Journal of Comparative Physiology A

, Volume 205, Issue 4, pp 553–565 | Cite as

Compound eyes of the small white butterfly Pieris rapae have three distinct classes of red photoreceptors

  • Adam J. BlakeEmail author
  • Primož Pirih
  • Xudong Qiu
  • Kentaro Arikawa
  • Gerhard Gries
Original Paper


The two subspecies of the small white butterfly, the European Pieris rapae rapae and the Asian P. r. crucivora, differ in wing colouration. Under ultraviolet light, the wings of both male and female P. r. rapae appear dark, whereas the wings of male P. r. crucivora are dark and those of females are bright. It has been hypothesized that these sexually dimorphic wing reflections in P. r. crucivora may have induced the evolution of a fluorescing-screening pigment in the violet-opsin-expressing photoreceptors of males, thus facilitating greater wavelength discrimination near 400 nm. Comparing the compound eyes of the two subspecies using genetic, microscopical, spectrographic, and histological methods revealed no differences that would meaningfully affect photoreceptor sensitivity, suggesting that the fluorescing-screening pigment did not evolve in response to sexually dimorphic wing reflections. Our investigation further revealed that (i) the peri-rhabdomal reddish-screening pigments differ among the three ommatidial types; (ii) each of the ommatidial types exhibits a unique class of red photoreceptor with a distinct spectral peak; and (iii) the blue, green, and red photoreceptors of P. rapae exhibit a polarization sensitivity > 2, with red photoreceptors allowing for a two-channel opponency form of polarization sensitivity.


Spectral sensitivity Polarization sensitivity Fluorescence Pigments Phylogeny 



We thank Atsuko Matsushita for assistance and instruction with microscopy and histology, and the UBC Bioimaging Facility for assistance with electron microscopy. We also thank Doekele G. Stavenga and two anonymous reviewers who provided most helpful and constructive comments and advice on earlier drafts of this paper.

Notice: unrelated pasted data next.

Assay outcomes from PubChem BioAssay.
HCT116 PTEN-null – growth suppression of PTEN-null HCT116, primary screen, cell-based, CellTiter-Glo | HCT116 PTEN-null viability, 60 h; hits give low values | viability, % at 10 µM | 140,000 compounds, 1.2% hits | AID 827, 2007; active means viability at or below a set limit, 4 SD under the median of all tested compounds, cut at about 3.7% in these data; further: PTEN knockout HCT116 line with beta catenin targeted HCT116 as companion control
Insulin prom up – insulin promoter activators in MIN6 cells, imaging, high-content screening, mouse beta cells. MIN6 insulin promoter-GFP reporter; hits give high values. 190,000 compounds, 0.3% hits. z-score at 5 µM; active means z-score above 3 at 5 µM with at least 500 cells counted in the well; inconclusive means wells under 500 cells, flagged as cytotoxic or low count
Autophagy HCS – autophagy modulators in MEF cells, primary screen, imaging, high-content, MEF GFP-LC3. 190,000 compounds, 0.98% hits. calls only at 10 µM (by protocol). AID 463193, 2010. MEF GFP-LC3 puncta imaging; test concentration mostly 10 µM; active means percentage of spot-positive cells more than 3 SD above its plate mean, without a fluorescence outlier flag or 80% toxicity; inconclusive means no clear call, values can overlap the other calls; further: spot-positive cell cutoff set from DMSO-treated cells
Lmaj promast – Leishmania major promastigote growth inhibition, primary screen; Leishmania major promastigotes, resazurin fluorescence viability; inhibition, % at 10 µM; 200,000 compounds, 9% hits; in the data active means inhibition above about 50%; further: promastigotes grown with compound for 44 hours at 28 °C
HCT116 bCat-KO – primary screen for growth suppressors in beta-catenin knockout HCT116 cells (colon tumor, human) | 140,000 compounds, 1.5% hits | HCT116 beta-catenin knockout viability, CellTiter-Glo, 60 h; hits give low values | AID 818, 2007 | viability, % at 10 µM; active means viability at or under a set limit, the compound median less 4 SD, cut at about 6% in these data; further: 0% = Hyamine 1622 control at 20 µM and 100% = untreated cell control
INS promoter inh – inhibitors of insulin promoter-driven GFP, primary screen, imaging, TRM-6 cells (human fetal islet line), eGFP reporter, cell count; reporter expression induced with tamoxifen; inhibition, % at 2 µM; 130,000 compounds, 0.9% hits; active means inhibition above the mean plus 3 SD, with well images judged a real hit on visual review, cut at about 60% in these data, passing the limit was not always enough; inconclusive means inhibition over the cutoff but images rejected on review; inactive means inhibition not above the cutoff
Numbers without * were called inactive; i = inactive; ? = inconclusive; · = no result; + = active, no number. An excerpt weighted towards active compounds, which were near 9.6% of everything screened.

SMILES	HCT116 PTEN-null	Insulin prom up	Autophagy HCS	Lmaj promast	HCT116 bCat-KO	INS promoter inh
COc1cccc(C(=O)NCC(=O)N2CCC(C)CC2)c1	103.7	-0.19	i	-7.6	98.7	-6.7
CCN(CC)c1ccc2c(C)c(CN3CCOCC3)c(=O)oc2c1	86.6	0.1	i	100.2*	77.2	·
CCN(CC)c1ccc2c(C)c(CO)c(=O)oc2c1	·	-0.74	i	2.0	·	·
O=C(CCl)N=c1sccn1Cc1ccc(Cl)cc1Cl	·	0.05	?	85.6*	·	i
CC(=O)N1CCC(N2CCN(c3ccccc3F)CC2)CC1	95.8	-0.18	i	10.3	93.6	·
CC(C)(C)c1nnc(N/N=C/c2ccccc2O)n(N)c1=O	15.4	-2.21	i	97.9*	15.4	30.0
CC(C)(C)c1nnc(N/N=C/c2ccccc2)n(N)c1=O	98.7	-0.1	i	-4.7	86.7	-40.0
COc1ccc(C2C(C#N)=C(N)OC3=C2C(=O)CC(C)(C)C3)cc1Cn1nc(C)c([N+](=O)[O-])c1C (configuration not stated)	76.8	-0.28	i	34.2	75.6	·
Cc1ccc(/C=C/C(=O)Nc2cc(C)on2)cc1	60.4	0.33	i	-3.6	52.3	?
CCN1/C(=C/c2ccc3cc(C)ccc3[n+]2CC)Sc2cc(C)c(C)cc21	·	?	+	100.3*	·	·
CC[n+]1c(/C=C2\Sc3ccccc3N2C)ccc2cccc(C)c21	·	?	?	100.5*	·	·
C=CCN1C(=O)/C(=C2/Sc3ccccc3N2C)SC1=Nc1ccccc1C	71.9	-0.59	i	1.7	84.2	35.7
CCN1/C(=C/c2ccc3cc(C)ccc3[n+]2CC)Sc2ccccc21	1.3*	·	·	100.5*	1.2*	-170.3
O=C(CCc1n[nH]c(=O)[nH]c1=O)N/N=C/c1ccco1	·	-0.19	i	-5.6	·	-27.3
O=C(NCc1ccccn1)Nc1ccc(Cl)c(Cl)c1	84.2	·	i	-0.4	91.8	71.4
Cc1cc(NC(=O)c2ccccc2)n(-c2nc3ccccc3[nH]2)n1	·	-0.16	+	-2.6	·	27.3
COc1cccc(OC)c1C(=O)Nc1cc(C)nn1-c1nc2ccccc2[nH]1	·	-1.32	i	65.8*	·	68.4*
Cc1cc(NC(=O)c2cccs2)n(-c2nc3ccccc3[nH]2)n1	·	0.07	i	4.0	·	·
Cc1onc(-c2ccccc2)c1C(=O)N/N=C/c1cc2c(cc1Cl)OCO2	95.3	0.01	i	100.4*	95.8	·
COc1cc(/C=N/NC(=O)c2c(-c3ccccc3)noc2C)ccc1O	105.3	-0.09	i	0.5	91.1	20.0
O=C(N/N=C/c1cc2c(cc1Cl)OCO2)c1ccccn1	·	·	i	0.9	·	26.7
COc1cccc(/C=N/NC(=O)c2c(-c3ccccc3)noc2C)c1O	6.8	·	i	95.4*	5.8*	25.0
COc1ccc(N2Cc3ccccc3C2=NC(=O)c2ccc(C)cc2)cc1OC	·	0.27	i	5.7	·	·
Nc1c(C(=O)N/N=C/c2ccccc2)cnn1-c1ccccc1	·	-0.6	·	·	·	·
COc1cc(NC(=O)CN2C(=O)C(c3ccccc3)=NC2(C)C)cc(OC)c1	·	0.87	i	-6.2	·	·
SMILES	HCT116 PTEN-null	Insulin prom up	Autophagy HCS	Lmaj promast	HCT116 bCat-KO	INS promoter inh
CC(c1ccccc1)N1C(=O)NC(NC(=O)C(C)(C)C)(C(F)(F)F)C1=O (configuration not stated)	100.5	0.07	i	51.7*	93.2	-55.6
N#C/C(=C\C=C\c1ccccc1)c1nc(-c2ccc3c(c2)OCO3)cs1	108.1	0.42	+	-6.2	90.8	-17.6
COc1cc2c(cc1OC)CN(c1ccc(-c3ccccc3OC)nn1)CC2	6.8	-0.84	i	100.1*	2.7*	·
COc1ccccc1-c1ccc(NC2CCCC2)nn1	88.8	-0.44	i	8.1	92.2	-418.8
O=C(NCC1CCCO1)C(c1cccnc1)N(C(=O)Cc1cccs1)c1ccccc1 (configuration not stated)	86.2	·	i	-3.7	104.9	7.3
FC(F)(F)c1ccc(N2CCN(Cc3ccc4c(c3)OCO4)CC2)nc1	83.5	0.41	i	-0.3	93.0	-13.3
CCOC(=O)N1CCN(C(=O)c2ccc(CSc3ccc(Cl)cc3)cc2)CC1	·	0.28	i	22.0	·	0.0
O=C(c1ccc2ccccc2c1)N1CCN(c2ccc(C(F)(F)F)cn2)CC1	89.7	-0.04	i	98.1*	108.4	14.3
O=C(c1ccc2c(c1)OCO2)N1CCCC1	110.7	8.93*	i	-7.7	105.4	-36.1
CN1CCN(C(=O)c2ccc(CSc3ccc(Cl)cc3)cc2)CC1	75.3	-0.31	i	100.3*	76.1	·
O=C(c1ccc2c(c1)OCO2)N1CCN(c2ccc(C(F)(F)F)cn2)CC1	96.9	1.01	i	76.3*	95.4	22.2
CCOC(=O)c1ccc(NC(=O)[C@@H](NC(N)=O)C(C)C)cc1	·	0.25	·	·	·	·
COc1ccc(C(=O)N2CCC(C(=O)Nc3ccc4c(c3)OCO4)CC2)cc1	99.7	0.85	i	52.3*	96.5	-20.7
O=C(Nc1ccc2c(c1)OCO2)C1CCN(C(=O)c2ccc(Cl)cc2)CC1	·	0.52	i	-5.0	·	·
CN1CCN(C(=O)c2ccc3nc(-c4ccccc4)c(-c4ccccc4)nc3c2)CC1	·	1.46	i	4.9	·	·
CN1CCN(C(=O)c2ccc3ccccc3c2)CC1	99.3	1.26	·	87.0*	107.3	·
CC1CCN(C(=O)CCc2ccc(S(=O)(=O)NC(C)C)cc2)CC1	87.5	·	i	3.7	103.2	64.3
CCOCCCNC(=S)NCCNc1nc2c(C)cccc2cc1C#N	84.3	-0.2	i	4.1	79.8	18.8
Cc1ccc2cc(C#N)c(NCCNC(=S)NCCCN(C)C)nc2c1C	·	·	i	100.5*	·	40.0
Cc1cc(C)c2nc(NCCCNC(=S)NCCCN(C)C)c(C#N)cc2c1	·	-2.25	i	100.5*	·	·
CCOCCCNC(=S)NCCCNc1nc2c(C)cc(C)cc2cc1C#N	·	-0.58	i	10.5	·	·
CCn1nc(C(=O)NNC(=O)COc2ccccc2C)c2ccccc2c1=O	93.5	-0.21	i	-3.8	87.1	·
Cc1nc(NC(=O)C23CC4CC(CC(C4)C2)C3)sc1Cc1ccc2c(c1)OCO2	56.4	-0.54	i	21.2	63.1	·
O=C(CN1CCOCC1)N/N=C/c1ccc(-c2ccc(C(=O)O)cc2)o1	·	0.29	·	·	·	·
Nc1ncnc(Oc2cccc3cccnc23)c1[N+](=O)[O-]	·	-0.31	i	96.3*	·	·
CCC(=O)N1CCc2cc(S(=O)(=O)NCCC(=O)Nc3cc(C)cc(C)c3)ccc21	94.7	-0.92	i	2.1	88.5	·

Compliance with ethical standards

Conflict of interest

The NSERC-Industrial Research Chair to GG was supported by Scotts Canada Ltd. as the industrial partner.


This study was supported by an Alexander Graham Bell Canadian Graduate Scholarship to AB, by the KAKENHI of the Japan Society for the Promotion of Science (JSPS; #26251036, 18H05273 to KA; #2604764 to PP), and by an NSERC-Industrial Research Chair to GG.

Supplementary material

359_2019_1330_MOESM1_ESM.pdf (872 kb)
Supplementary material (PDF 872 KB)


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Copyright information

© Springer-Verlag GmbH Germany, part of Springer Nature 2019

Authors and Affiliations

  1. 1.Department of Biological SciencesSimon Fraser UniversityBurnabyCanada
  2. 2.Laboratory of NeuroethologySokendai-Hayama (The Graduate University for Advanced Studies)HayamaJapan
  3. 3.Graduate School of Integrated ScienceYokohama City UniversityYokohamaJapan
  4. 4.Department of Cancer Systems ImagingThe University of Texas M.D. Anderson Cancer CenterHoustonUSA
  5. 5.Computational Physics, Zernike Institute for Advanced MaterialsUniversity of GroningenGroningenThe Netherlands

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